Joan Huston has ranched, hunted, guided, timber cruised, managed recreation sites, spent summers officially watching for forest fires, scaled Christmas trees, and raised children, has grandchildren and great grandchildren, and a warm sense of humour.
A tall order for a woman who stands about five feet tall.
Born in Meldrum Creek, 86-year-old Huston has also called Riske Creek, Bear Creek and Soda Creek home.
Today she lives at McLeese Lake with her husband Vic Davis.
“It’s nice to look back now and think of all the things that went on,” Huston recalls.
Her life began in Meldrum Creek where her parents were working on her grandparents’ farm. Huston was one of two daughters born to Orville and Emogene (Stowell) McKay.
Huston’s mom, Emogene, was originally from Medford, Ore. Her dad, Orville, was from Redcliff, Alta.
Emogene’s parents, Gene and Sarah Stowell, wanted to ranch in the Cariboo because they’d heard there was more feed available so in 1912 they left Oregon and moved north, stopping first in Missoula, Montana and finally arriving in Riske Creek when Emogene was 12 years old.
Eventually the Sowells moved to Meldrum Creek onto 160 acres of land, where they homesteaded a place they called Tucky Home.
After the First World War, Orville, who had served in the army with the 72 Highlanders for four years, moved to the Cariboo.
“He came up to Soda Creek when they were putting the railroad through. He worked there for quite a while and then he drove a jitney on the road from Ashcroft to Quesnel,” Huston says.
While Orville was bartending in Soda Creek, he met Emogene who was then 18 and had moved to Soda Creek and was helping cook and serve food for the railway crews.
Huston figures there were about 2,000 people living in Soda Creek at the time.
Orville and Emogene were married in Quesnel in 1920. However, soon afterwards they moved out to Meldrum Creek to run the farm because Emogene’s father had returned to Meldford to work as a saw filer.
Growing up Huston and her sister Hazel helped with all the facets of the farm. In a self-published book titled Cariboo Hell Raiser, she penned in 2009, Huston recalls many stories from her younger years.
Stories about a pet bear, cutting down trees, or the time she and Hazel surprised themselves and won first place at a talent show in Williams Lake.
A strong young woman with spunk emerges continuously through the pages. Even the front cover photograph depicts her standing on a horse.
The books covers her life until 1949, and some of the remaining details she recently shared with the Tribune.
After she married, she and her husband Pat Huston bought 15 lots in Soda Creek.
“We owned pretty near the whole town and then we decided to move away and we sold it. Now it’s all divided into lots and there are houses all through there, but our old barn is there and our old house — the first big house going down into Soda Creek was ours.”
She raised two children — Ken Huston of Williams Lake and Patricia Rochefort of Little Duckworth Lake. Pat eventually passed away and she married Vern Davis.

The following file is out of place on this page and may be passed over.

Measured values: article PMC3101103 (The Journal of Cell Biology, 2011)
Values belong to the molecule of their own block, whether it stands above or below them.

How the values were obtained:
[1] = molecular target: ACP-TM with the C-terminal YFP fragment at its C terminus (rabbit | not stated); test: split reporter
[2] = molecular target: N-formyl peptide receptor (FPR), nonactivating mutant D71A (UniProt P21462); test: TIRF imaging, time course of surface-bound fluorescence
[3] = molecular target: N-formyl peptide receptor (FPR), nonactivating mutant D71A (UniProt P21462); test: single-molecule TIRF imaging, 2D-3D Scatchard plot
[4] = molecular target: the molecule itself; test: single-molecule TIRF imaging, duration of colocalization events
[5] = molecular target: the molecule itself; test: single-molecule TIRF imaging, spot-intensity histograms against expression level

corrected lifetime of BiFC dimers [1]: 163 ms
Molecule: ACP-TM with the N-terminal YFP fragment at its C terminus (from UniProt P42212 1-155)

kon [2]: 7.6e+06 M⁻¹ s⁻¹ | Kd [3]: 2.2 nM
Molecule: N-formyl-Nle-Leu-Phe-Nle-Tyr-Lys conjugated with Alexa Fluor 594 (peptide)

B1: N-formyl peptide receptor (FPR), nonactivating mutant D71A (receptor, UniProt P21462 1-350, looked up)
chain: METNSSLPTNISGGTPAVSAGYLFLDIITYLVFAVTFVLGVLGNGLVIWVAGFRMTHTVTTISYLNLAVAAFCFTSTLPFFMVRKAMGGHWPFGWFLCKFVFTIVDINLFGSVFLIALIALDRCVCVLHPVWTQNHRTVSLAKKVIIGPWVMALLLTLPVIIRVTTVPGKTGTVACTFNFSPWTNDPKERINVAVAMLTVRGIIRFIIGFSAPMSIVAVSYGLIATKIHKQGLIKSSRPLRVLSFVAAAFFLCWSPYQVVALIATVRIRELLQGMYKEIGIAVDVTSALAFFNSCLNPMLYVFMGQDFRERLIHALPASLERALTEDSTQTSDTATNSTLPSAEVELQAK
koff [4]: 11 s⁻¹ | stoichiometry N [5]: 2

She used to cut all the wood for recreation sites.
“I’d take a chain saw with me, and on the way to a lake stop and cut a bunch of pine and haul it out to all the campsites,” she recalls with a chuckle. “In a year or two they got millwrights when they were off work to cut a bunch of wood for me up at the forestry warehouse so then I’d just go there and load it up.”
As a fire tower employee she’d stay in a tower 50 feet above the ground alone, working 21 days on, and three days off.
She had a bed, a little fridge, and a stove and had to pack water up three sets of stairs.
“Quite a chore,” she recalls, adding it taught her to be careful about how much water she used.
While it was a long stretch up there, she had books, a TV and a big pot of coffee on because she had lots of visitors.
Her husband visited every Wednesday, and a steady stream of wildlife wandered by.
“It was really interesting,” she says, adding she took all of her fire training in Williams Lake.
Hot dry summers meant lots of fires and in those days there were other nearby fire towers to communicate with.
“I had a big fire finder up there and I would put the fire finder on the fire and give them the numbers and everything and then phone it in.”
The bird dog would arrive and if the pilot couldn’t spot the fire, Huston would guide the pilot over to the fire.
“In a lightning storm I would keep tabs of all the numbers and put them down. In a few days if it turned warm after a storm like that, then sometimes up to five or six days I would see a fire coming up right where the lightning had struck.”
Joan Huston cuts firewood in the days when she looked after 14 recreation sites for the Ministry of Forests.
When it came to timber cruising – 30 C was the determining factor.
If it was below that the crew didn’t got out, Huston says.
Back around 1980, she remembers seeing bug-killed trees and says she and coworker reported seeing a lot of bugs and suggested they be logged.
“They said ‘oh no, there had to be a bit more kill than that before we can recommend that.’ It should have been looked at years ago. But then they just took a hold.”